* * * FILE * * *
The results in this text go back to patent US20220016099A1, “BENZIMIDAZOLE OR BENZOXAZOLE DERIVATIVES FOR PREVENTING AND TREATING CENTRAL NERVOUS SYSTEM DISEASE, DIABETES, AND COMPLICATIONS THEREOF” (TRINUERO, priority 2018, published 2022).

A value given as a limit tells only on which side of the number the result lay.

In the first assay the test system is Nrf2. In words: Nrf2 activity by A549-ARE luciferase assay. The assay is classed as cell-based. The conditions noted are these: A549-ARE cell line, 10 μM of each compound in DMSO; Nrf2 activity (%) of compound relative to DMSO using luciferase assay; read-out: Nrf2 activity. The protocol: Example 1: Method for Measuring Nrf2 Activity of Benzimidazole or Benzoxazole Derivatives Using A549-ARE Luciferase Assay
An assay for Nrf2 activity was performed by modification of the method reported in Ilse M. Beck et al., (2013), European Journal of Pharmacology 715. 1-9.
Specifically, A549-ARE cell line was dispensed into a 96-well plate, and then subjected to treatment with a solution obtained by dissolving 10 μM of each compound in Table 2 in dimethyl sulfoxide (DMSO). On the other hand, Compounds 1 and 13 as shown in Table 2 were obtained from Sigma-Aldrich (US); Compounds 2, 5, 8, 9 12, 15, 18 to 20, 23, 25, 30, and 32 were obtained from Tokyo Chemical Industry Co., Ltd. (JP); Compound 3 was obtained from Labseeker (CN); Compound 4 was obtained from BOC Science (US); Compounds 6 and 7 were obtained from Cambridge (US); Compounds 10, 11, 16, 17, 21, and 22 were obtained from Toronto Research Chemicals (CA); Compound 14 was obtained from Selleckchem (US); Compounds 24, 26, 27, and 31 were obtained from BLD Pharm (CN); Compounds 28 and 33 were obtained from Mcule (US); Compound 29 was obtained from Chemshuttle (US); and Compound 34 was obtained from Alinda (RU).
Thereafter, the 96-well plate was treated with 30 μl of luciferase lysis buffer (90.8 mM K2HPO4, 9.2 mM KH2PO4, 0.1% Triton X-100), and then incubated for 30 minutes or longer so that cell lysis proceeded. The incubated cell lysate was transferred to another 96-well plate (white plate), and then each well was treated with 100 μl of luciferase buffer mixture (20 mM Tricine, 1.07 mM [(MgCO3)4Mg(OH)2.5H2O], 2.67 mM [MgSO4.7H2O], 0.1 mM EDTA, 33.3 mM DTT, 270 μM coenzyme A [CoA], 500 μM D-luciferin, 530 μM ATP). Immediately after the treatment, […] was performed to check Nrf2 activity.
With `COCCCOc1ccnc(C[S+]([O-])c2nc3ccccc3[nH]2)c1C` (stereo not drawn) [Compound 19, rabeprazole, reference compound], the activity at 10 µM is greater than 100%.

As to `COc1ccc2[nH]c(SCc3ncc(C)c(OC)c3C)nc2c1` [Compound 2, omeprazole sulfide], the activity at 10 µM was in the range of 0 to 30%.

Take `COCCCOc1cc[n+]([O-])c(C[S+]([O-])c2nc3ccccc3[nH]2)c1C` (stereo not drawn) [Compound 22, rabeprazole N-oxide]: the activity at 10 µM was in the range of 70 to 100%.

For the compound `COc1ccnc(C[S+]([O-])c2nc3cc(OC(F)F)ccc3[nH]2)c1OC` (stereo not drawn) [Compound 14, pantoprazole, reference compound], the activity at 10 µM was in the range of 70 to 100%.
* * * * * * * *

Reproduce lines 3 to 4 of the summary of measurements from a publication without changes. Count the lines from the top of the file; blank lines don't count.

In the first assay the test system is Nrf2. In words: Nrf2 activity by A549-ARE luciferase assay. The assay is classed as cell-based. The conditions noted are these: A549-ARE cell line, 10 μM of each compound in DMSO; Nrf2 activity (%) of compound relative to DMSO using luciferase assay; read-out: Nrf2 activity. The protocol: Example 1: Method for Measuring Nrf2 Activity of Benzimidazole or Benzoxazole Derivatives Using A549-ARE Luciferase Assay
An assay for Nrf2 activity was performed by modification of the method reported in Ilse M. Beck et al., (2013), European Journal of Pharmacology 715. 1-9.